There are two types of criminal charges for fraud; fraud under $5000 and fraud over $5000. Fraud under $5000 is considered a summary charge and Fraud over $5000 is considered an indictable charge.
It is possible to get a Canada Pardon for either charge but you must be out of trouble for 3 or 5 years after the end of your punishment. Also, if restitution or a fine has been ordered by the court, then that too must be paid. The 3 or 5 year waiting period only starts after the fine has been paid. So if you completed your punishment for a fraud under $5000 and its been three years, then you are eligible for a Pardon presuming you have paid your restitution or fine. Otherwise, you will have to wait three years after you pay your fine.
Also, if you plan to travel to the US, you must obtain a Pardon to remove your criminal record, otherwise you run the risk of being turned away at the US border. If you have already been refused entry to the US, then you will require an I-194 or US Entry Waiver to re-enter the US.
Here is an email we recently received from a person seeking to obtain a Pardon, but cannot get it because of an outstanding restitution order:
“My husband was charged with fraud over $5000 in May 2002. He served a conditional sentence of 18 months followed with probation and monthly restitution payments of $400.00. Probation was completed in November of 2006. However, a total of approximately $160,000.00 remains outstanding on the restitution order. ”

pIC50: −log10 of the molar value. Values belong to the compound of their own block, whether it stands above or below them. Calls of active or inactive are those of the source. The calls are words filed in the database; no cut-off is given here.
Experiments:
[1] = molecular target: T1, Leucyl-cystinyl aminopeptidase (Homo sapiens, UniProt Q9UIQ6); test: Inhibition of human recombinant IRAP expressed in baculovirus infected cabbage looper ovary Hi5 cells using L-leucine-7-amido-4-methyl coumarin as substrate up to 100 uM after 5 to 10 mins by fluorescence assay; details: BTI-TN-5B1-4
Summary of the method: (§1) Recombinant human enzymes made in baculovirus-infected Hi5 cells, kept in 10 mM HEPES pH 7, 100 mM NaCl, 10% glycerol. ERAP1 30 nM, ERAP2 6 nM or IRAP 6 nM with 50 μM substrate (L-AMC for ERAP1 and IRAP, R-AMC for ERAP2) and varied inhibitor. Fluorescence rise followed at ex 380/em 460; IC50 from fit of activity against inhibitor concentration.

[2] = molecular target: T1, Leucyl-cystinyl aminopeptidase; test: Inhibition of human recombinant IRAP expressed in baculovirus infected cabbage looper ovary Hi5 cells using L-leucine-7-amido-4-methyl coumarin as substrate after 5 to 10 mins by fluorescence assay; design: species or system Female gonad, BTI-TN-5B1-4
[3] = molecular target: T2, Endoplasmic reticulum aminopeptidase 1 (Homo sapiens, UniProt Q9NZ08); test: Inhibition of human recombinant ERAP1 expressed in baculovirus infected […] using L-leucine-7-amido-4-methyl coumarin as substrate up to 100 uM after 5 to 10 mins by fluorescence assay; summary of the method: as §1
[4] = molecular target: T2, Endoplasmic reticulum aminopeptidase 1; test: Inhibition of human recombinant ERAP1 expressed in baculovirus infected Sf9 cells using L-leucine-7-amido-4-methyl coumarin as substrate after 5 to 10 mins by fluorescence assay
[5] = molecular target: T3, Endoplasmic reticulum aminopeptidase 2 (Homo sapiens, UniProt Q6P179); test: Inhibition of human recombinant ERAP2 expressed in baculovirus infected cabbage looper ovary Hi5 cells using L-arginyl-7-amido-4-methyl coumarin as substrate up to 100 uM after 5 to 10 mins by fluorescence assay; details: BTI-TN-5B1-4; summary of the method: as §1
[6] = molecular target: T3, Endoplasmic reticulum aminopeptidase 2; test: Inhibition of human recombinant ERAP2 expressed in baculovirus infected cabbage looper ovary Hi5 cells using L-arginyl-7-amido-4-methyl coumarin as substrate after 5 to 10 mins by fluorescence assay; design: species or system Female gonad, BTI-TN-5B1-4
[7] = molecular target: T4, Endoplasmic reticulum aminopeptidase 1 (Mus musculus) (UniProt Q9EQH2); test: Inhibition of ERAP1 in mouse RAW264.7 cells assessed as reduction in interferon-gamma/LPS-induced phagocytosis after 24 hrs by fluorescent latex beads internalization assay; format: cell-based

“My husband also just finished being discharged from bankruptcy in August 2009. All of this stemmed from an addiction to gambling in 2001, and we’ve worked hard through his recovery to rebuild our family emotionally and financially. This remaining $160,000.00 brick wall is just insurmountable. Back in 2002, CPIC checks were not required for job applications, now they are a matter of course. Passports, and cross border visits to see ageing relatives are impossible. ”
“Is it possible to negotiate a lower restitution payment? The $160,000 would be payable to the courts, the victim in this case is a bank.”
If you have any questions regarding this topic or about Pardons and US Entry Waivers email us at email@example.com or call 1-877-929-6011.